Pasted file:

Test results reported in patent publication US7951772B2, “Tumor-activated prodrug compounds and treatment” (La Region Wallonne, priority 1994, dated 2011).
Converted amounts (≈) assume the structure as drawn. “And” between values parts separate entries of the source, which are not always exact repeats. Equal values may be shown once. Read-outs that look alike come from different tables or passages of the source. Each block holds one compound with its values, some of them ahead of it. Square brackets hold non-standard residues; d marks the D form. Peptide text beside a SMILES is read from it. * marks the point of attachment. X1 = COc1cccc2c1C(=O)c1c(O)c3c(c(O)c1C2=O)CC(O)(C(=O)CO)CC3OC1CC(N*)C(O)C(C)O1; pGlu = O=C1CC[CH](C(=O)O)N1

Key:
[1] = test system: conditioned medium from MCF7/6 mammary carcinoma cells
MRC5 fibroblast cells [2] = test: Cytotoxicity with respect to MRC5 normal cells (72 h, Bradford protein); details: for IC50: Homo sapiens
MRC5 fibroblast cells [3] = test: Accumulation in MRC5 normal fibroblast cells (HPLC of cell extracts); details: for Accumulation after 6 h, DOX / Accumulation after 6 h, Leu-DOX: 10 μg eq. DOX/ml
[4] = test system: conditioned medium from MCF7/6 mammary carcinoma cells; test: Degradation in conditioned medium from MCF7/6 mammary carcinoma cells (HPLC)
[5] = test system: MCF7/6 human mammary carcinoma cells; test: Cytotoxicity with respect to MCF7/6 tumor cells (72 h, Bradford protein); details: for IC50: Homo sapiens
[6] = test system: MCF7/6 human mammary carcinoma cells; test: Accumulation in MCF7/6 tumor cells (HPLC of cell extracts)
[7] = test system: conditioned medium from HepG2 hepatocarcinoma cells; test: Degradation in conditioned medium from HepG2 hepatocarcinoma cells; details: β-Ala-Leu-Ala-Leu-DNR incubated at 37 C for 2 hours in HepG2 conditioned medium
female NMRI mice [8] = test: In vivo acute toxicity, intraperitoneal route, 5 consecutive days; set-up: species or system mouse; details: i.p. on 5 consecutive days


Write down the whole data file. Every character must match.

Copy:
Test results reported in patent publication US7951772B2, “Tumor-activated prodrug compounds and treatment” (La Region Wallonne, priority 1994, dated 2011).
Converted amounts (≈) assume the structure as drawn. “And” between values parts separate entries of the source, which are not always exact repeats. Equal values may be shown once. Read-outs that look alike come from different tables or passages of the source. Each block holds one compound with its values, some of them ahead of it. Square brackets hold non-standard residues; d marks the D form. Peptide text beside a SMILES is read from it. * marks the point of attachment. X1 = COc1cccc2c1C(=O)c1c(O)c3c(c(O)c1C2=O)CC(O)(C(=O)CO)CC3OC1CC(N*)C(O)C(C)O1; pGlu = O=C1CC[CH](C(=O)O)N1

Key:
[1] = test system: conditioned medium from MCF7/6 mammary carcinoma cells
MRC5 fibroblast cells [2] = test: Cytotoxicity with respect to MRC5 normal cells (72 h, Bradford protein); details: for IC50: Homo sapiens
MRC5 fibroblast cells [3] = test: Accumulation in MRC5 normal fibroblast cells (HPLC of cell extracts); details: for Accumulation after 6 h, DOX / Accumulation after 6 h, Leu-DOX: 10 μg eq. DOX/ml
[4] = test system: conditioned medium from MCF7/6 mammary carcinoma cells; test: Degradation in conditioned medium from MCF7/6 mammary carcinoma cells (HPLC)
[5] = test system: MCF7/6 human mammary carcinoma cells; test: Cytotoxicity with respect to MCF7/6 tumor cells (72 h, Bradford protein); details: for IC50: Homo sapiens
[6] = test system: MCF7/6 human mammary carcinoma cells; test: Accumulation in MCF7/6 tumor cells (HPLC of cell extracts)
[7] = test system: conditioned medium from HepG2 hepatocarcinoma cells; test: Degradation in conditioned medium from HepG2 hepatocarcinoma cells; details: β-Ala-Leu-Ala-Leu-DNR incubated at 37 C for 2 hours in HepG2 conditioned medium
female NMRI mice [8] = test: In vivo acute toxicity, intraperitoneal route, 5 consecutive days; set-up: species or system mouse; details: i.p. on 5 consecutive days